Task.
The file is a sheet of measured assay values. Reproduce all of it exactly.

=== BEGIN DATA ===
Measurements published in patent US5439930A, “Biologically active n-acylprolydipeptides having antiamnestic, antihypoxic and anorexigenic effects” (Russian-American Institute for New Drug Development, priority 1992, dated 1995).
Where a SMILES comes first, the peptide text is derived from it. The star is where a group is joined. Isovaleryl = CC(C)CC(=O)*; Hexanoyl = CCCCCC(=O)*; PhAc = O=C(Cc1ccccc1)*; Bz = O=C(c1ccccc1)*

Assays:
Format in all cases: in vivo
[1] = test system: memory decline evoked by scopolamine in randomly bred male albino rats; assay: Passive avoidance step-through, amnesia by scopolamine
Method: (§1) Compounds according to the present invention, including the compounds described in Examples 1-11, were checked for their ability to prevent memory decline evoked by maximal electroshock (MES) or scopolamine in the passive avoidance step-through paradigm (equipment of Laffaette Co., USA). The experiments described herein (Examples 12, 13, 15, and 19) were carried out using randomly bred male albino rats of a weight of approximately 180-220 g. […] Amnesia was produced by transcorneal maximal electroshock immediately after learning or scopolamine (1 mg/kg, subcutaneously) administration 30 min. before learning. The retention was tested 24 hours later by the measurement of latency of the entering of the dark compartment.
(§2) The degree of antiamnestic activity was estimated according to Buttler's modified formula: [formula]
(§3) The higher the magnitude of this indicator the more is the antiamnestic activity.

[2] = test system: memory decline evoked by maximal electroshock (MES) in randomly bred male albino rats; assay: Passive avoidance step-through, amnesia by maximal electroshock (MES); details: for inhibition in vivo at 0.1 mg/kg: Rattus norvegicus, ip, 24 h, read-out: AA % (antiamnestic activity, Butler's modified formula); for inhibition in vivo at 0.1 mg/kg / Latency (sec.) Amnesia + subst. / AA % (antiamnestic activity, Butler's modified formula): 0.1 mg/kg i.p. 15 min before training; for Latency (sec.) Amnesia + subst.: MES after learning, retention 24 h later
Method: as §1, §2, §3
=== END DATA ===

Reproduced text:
Measurements published in patent US5439930A, “Biologically active n-acylprolydipeptides having antiamnestic, antihypoxic and anorexigenic effects” (Russian-American Institute for New Drug Development, priority 1992, dated 1995).
Where a SMILES comes first, the peptide text is derived from it. The star is where a group is joined. Isovaleryl = CC(C)CC(=O)*; Hexanoyl = CCCCCC(=O)*; PhAc = O=C(Cc1ccccc1)*; Bz = O=C(c1ccccc1)*

Assays:
Format in all cases: in vivo
[1] = test system: memory decline evoked by scopolamine in randomly bred male albino rats; assay: Passive avoidance step-through, amnesia by scopolamine
Method: (§1) Compounds according to the present invention, including the compounds described in Examples 1-11, were checked for their ability to prevent memory decline evoked by maximal electroshock (MES) or scopolamine in the passive avoidance step-through paradigm (equipment of Laffaette Co., USA). The experiments described herein (Examples 12, 13, 15, and 19) were carried out using randomly bred male albino rats of a weight of approximately 180-220 g. […] Amnesia was produced by transcorneal maximal electroshock immediately after learning or scopolamine (1 mg/kg, subcutaneously) administration 30 min. before learning. The retention was tested 24 hours later by the measurement of latency of the entering of the dark compartment.
(§2) The degree of antiamnestic activity was estimated according to Buttler's modified formula: [formula]
(§3) The higher the magnitude of this indicator the more is the antiamnestic activity.

[2] = test system: memory decline evoked by maximal electroshock (MES) in randomly bred male albino rats; assay: Passive avoidance step-through, amnesia by maximal electroshock (MES); details: for inhibition in vivo at 0.1 mg/kg: Rattus norvegicus, ip, 24 h, read-out: AA % (antiamnestic activity, Butler's modified formula); for inhibition in vivo at 0.1 mg/kg / Latency (sec.) Amnesia + subst. / AA % (antiamnestic activity, Butler's modified formula): 0.1 mg/kg i.p. 15 min before training; for Latency (sec.) Amnesia + subst.: MES after learning, retention 24 h later
Method: as §1, §2, §3